In the mood for some plantain? You’re in the right place. In this article, we’ll break down how to fry plantain, Jamaican style, and a whole lot more besides. Plantain is a staple in Caribbean and Latin American diets, and also in West and Central Africa. For good reason! There’s a whole lot you can do with this humble cousin of the banana (it’s also known as the cooking banana to some), both in baking and cooking, and we want to get you started with a few fun recipes to try.
How To Fry Plantain, Jamaican Style
Of course we had to start here. Who hasn’t craved a jerk chicken, rice and peas, fried plantain combo?
To start, you’ll need a ripe plantain. How ripe is completely up to you. Some people prefer to fry plantains that have just a few black spots on the yellow skin. Others wait until the skin’s turned completely black for a very sweet, squidgy treat. How you do it is up to you. Why not buy two plantains and experiment? Fry up one plantain that has a few black spots, and the next when it’s completely black, and see which you prefer.
Peel your plantain and diagonal slices around 1cm thick. Then pour about 1cm of oil in a pan and heat on medium until hot. Add the plantain slices and fry on each side until brown. Then sprinkle salt over them to taste. Next, you’ll carefully remove them from the pan and serve. Why not have them with callalloo, ackee, saltfish or curry? If you’re not sure, learn how to cook the best ackee and saltfish here.
How To Make Boiled Plantain
Boiled and steamed plantains are popular in Africa in particular. They can be eaten as a side dish for a stew or curry, or eaten by themselves, accompanied by a hot pepper sauce.
Cut the plantains in half, and then cut through the skin with a knife on the edges. Fill a medium sized pot with water, add the salt and plantains. Cover and boil for 15-20 minutes. When they’re done, the skin will begin to fall away. Wait to cool, then remove the skin and serve.
How To Make Plantain Chips
When you’re starting out making plantain chips, you’ll want to get green plantains as they’re easiest to start. Some people make ripe plantain chips using yellow plantains, which is a bit trickier. As for brown or black plantains? Forget it! You’ll end up with a big load of mush.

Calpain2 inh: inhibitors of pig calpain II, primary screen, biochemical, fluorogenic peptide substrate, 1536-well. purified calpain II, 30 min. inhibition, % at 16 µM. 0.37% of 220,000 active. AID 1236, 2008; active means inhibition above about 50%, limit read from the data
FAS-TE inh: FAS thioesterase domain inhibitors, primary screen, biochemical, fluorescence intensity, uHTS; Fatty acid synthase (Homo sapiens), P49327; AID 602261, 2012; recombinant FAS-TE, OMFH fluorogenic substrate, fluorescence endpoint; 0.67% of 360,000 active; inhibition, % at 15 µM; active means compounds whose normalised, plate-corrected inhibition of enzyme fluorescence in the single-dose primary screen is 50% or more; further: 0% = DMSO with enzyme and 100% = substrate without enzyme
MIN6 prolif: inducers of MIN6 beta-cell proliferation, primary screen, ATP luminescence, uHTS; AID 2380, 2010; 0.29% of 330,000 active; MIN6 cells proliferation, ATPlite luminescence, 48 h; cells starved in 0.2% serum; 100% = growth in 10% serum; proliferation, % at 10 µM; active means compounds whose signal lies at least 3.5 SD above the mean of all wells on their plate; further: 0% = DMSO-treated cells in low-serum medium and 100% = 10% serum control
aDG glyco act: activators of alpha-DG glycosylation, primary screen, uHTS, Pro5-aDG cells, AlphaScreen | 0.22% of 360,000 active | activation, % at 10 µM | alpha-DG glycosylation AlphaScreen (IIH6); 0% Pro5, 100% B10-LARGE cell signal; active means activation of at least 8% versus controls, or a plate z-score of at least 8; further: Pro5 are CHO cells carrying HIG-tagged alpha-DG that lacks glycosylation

If you have a mandoline slicer, now’s the perfect time to get it out. But if not, don’t worry, a small paring knife will do the job.
The first thing to do is to peel the plantains, then to slice them as thinly as you can using either the mandoline slicer or the knife. Next, you’ll put parchment paper onto baking trays and preheat the oven to 400 degrees F. Make up a mix of olive oil and some herbs or spices – black pepper and cayenne is one good combination, or maybe you’d prefer a sweet treat with cinnamon and sugar. Mix the plantain slices with your oil-spice mix, then place them on the parchment paper. Bake for 8 minutes, then turn each slice over and bake for another 8 minutes.
Alternative recipe: You can also make sweet fried plantain chips buy using very ripe plantain and frying them till crisp. Serve warm by itself or with a sweet dip or sauce of choice.
Make Your Own Plantain Lasagna, An Inventive Use For The Cooking Banana
OMG. We just died and went to heaven. Lasagna and plantain – together?!
Known as pastelon, this is technically a plantain and beef casserole popular in Puerto Rico and the Dominican Republic. It’s just like lasagna, but the pasta sheets are subbed for plantain.
Seriously, beef, cheese, and plantain… culinary heaven.
We found a great recipe for it over at the Noshery, and the photos alone are making us drool.